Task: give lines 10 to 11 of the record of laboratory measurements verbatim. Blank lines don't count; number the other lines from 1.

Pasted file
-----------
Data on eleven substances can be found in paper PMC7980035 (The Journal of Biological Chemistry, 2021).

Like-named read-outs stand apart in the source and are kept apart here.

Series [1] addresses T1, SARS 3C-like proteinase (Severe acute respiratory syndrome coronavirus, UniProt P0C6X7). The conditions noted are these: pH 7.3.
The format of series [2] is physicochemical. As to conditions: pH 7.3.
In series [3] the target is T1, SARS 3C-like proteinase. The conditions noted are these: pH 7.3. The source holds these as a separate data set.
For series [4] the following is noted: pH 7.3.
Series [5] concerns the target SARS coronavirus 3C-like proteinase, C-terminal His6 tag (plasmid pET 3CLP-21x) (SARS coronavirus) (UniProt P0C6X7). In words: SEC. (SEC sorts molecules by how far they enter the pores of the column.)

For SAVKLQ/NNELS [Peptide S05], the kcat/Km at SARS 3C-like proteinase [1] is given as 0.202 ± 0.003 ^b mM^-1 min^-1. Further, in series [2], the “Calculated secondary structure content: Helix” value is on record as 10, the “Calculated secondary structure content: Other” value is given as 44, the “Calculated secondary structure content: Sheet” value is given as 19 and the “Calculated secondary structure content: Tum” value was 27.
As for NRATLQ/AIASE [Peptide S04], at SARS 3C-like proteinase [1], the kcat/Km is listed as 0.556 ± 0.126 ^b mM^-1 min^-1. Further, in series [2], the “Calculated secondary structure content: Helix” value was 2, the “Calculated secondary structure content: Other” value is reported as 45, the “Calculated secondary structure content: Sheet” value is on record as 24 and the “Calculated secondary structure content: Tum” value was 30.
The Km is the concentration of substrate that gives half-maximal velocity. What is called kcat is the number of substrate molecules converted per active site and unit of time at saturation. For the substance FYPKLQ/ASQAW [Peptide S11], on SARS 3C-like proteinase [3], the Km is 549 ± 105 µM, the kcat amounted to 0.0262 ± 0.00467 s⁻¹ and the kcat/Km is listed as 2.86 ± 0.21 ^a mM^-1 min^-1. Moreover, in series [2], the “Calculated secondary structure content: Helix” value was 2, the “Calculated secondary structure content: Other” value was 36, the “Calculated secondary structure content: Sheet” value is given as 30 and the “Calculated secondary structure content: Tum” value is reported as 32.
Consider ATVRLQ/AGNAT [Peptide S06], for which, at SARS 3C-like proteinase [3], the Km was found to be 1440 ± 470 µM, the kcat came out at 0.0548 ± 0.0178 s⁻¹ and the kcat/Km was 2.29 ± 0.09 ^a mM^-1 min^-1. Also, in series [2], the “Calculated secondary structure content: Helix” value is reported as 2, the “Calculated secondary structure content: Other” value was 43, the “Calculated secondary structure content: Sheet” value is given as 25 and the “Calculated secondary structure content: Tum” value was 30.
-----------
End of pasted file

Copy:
The Km is the concentration of substrate that gives half-maximal velocity. What is called kcat is the number of substrate molecules converted per active site and unit of time at saturation. For the substance FYPKLQ/ASQAW [Peptide S11], on SARS 3C-like proteinase [3], the Km is 549 ± 105 µM, the kcat amounted to 0.0262 ± 0.00467 s⁻¹ and the kcat/Km is listed as 2.86 ± 0.21 ^a mM^-1 min^-1. Moreover, in series [2], the “Calculated secondary structure content: Helix” value was 2, the “Calculated secondary structure content: Other” value was 36, the “Calculated secondary structure content: Sheet” value is given as 30 and the “Calculated secondary structure content: Tum” value is reported as 32.
Consider ATVRLQ/AGNAT [Peptide S06], for which, at SARS 3C-like proteinase [3], the Km was found to be 1440 ± 470 µM, the kcat came out at 0.0548 ± 0.0178 s⁻¹ and the kcat/Km was 2.29 ± 0.09 ^a mM^-1 min^-1. Also, in series [2], the “Calculated secondary structure content: Helix” value is reported as 2, the “Calculated secondary structure content: Other” value was 43, the “Calculated secondary structure content: Sheet” value is given as 25 and the “Calculated secondary structure content: Tum” value was 30.